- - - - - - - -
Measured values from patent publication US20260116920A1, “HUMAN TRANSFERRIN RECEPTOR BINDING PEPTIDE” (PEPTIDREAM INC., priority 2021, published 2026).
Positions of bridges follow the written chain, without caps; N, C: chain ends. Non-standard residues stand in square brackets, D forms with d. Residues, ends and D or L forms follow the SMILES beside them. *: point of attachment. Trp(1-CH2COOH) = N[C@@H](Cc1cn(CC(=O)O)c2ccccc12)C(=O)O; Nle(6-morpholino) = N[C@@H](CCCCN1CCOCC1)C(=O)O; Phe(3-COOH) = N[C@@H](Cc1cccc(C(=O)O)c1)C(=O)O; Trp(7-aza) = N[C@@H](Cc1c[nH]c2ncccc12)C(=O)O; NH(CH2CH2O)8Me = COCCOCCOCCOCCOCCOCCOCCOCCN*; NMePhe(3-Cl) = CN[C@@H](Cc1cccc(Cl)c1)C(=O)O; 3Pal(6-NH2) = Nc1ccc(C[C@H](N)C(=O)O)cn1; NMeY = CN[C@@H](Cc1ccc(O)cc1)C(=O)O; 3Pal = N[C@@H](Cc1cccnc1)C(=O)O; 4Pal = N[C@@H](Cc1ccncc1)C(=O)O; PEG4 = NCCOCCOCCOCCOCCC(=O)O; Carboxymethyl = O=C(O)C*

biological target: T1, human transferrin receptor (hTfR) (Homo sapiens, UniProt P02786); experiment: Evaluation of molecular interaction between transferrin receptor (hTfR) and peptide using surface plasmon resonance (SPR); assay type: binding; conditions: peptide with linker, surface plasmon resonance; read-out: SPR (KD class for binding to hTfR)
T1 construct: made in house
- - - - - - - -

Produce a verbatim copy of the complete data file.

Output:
Measured values from patent publication US20260116920A1, “HUMAN TRANSFERRIN RECEPTOR BINDING PEPTIDE” (PEPTIDREAM INC., priority 2021, published 2026).
Positions of bridges follow the written chain, without caps; N, C: chain ends. Non-standard residues stand in square brackets, D forms with d. Residues, ends and D or L forms follow the SMILES beside them. *: point of attachment. Trp(1-CH2COOH) = N[C@@H](Cc1cn(CC(=O)O)c2ccccc12)C(=O)O; Nle(6-morpholino) = N[C@@H](CCCCN1CCOCC1)C(=O)O; Phe(3-COOH) = N[C@@H](Cc1cccc(C(=O)O)c1)C(=O)O; Trp(7-aza) = N[C@@H](Cc1c[nH]c2ncccc12)C(=O)O; NH(CH2CH2O)8Me = COCCOCCOCCOCCOCCOCCOCCOCCN*; NMePhe(3-Cl) = CN[C@@H](Cc1cccc(Cl)c1)C(=O)O; 3Pal(6-NH2) = Nc1ccc(C[C@H](N)C(=O)O)cn1; NMeY = CN[C@@H](Cc1ccc(O)cc1)C(=O)O; 3Pal = N[C@@H](Cc1cccnc1)C(=O)O; 4Pal = N[C@@H](Cc1ccncc1)C(=O)O; PEG4 = NCCOCCOCCOCCOCCC(=O)O; Carboxymethyl = O=C(O)C*

biological target: T1, human transferrin receptor (hTfR) (Homo sapiens, UniProt P02786); experiment: Evaluation of molecular interaction between transferrin receptor (hTfR) and peptide using surface plasmon resonance (SPR); assay type: binding; conditions: peptide with linker, surface plasmon resonance; read-out: SPR (KD class for binding to hTfR)
T1 construct: made in house